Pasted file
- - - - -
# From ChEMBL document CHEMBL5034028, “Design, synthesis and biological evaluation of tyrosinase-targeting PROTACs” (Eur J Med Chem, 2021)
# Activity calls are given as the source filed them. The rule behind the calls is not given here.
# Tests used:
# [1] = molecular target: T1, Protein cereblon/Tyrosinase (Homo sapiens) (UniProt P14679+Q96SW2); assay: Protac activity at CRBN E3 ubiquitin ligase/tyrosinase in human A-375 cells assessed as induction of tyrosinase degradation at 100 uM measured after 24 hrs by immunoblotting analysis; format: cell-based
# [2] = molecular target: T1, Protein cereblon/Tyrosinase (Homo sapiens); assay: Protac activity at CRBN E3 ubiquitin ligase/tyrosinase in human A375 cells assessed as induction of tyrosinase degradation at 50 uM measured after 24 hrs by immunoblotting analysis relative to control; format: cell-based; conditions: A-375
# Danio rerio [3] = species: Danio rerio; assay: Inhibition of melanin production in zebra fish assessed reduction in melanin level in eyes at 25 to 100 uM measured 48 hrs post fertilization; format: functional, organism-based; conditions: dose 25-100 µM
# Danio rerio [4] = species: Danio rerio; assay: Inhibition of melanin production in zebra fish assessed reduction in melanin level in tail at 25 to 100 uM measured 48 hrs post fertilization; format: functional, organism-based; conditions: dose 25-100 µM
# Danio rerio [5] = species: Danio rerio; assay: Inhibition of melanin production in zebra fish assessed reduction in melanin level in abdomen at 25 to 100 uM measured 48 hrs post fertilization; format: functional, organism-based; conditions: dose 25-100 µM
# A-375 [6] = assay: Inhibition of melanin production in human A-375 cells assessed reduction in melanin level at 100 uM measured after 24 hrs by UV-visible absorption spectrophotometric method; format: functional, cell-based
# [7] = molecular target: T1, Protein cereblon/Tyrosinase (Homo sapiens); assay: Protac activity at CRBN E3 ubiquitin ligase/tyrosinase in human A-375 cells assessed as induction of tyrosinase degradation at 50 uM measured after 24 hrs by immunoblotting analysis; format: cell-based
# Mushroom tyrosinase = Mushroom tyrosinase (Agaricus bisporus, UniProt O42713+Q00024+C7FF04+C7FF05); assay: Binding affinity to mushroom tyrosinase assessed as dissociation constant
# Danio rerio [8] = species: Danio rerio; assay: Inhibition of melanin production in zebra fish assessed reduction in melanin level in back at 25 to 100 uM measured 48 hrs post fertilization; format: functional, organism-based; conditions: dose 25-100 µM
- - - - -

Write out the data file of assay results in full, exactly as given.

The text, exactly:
# From ChEMBL document CHEMBL5034028, “Design, synthesis and biological evaluation of tyrosinase-targeting PROTACs” (Eur J Med Chem, 2021)
# Activity calls are given as the source filed them. The rule behind the calls is not given here.
# Tests used:
# [1] = molecular target: T1, Protein cereblon/Tyrosinase (Homo sapiens) (UniProt P14679+Q96SW2); assay: Protac activity at CRBN E3 ubiquitin ligase/tyrosinase in human A-375 cells assessed as induction of tyrosinase degradation at 100 uM measured after 24 hrs by immunoblotting analysis; format: cell-based
# [2] = molecular target: T1, Protein cereblon/Tyrosinase (Homo sapiens); assay: Protac activity at CRBN E3 ubiquitin ligase/tyrosinase in human A375 cells assessed as induction of tyrosinase degradation at 50 uM measured after 24 hrs by immunoblotting analysis relative to control; format: cell-based; conditions: A-375
# Danio rerio [3] = species: Danio rerio; assay: Inhibition of melanin production in zebra fish assessed reduction in melanin level in eyes at 25 to 100 uM measured 48 hrs post fertilization; format: functional, organism-based; conditions: dose 25-100 µM
# Danio rerio [4] = species: Danio rerio; assay: Inhibition of melanin production in zebra fish assessed reduction in melanin level in tail at 25 to 100 uM measured 48 hrs post fertilization; format: functional, organism-based; conditions: dose 25-100 µM
# Danio rerio [5] = species: Danio rerio; assay: Inhibition of melanin production in zebra fish assessed reduction in melanin level in abdomen at 25 to 100 uM measured 48 hrs post fertilization; format: functional, organism-based; conditions: dose 25-100 µM
# A-375 [6] = assay: Inhibition of melanin production in human A-375 cells assessed reduction in melanin level at 100 uM measured after 24 hrs by UV-visible absorption spectrophotometric method; format: functional, cell-based
# [7] = molecular target: T1, Protein cereblon/Tyrosinase (Homo sapiens); assay: Protac activity at CRBN E3 ubiquitin ligase/tyrosinase in human A-375 cells assessed as induction of tyrosinase degradation at 50 uM measured after 24 hrs by immunoblotting analysis; format: cell-based
# Mushroom tyrosinase = Mushroom tyrosinase (Agaricus bisporus, UniProt O42713+Q00024+C7FF04+C7FF05); assay: Binding affinity to mushroom tyrosinase assessed as dissociation constant
# Danio rerio [8] = species: Danio rerio; assay: Inhibition of melanin production in zebra fish assessed reduction in melanin level in back at 25 to 100 uM measured 48 hrs post fertilization; format: functional, organism-based; conditions: dose 25-100 µM